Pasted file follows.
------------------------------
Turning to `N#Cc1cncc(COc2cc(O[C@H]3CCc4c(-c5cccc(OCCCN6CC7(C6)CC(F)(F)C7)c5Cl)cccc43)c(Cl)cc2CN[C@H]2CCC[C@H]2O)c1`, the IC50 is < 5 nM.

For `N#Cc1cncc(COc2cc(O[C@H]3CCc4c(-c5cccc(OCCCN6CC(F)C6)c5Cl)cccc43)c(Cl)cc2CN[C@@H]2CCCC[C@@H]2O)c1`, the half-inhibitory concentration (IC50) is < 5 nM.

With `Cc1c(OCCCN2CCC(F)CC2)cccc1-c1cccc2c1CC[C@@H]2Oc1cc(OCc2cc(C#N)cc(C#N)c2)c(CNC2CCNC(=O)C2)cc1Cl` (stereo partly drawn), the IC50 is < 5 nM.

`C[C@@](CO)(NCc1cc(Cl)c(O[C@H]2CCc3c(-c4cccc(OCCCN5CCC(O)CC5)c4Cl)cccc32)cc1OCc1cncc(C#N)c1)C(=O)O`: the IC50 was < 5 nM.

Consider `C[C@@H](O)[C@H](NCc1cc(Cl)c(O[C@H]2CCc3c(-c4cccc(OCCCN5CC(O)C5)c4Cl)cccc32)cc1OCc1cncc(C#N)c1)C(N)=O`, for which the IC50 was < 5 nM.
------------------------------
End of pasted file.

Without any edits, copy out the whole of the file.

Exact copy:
Turning to `N#Cc1cncc(COc2cc(O[C@H]3CCc4c(-c5cccc(OCCCN6CC7(C6)CC(F)(F)C7)c5Cl)cccc43)c(Cl)cc2CN[C@H]2CCC[C@H]2O)c1`, the IC50 is < 5 nM.

For `N#Cc1cncc(COc2cc(O[C@H]3CCc4c(-c5cccc(OCCCN6CC(F)C6)c5Cl)cccc43)c(Cl)cc2CN[C@@H]2CCCC[C@@H]2O)c1`, the half-inhibitory concentration (IC50) is < 5 nM.

With `Cc1c(OCCCN2CCC(F)CC2)cccc1-c1cccc2c1CC[C@@H]2Oc1cc(OCc2cc(C#N)cc(C#N)c2)c(CNC2CCNC(=O)C2)cc1Cl` (stereo partly drawn), the IC50 is < 5 nM.

`C[C@@](CO)(NCc1cc(Cl)c(O[C@H]2CCc3c(-c4cccc(OCCCN5CCC(O)CC5)c4Cl)cccc32)cc1OCc1cncc(C#N)c1)C(=O)O`: the IC50 was < 5 nM.

Consider `C[C@@H](O)[C@H](NCc1cc(Cl)c(O[C@H]2CCc3c(-c4cccc(OCCCN5CC(O)C5)c4Cl)cccc32)cc1OCc1cncc(C#N)c1)C(N)=O`, for which the IC50 was < 5 nM.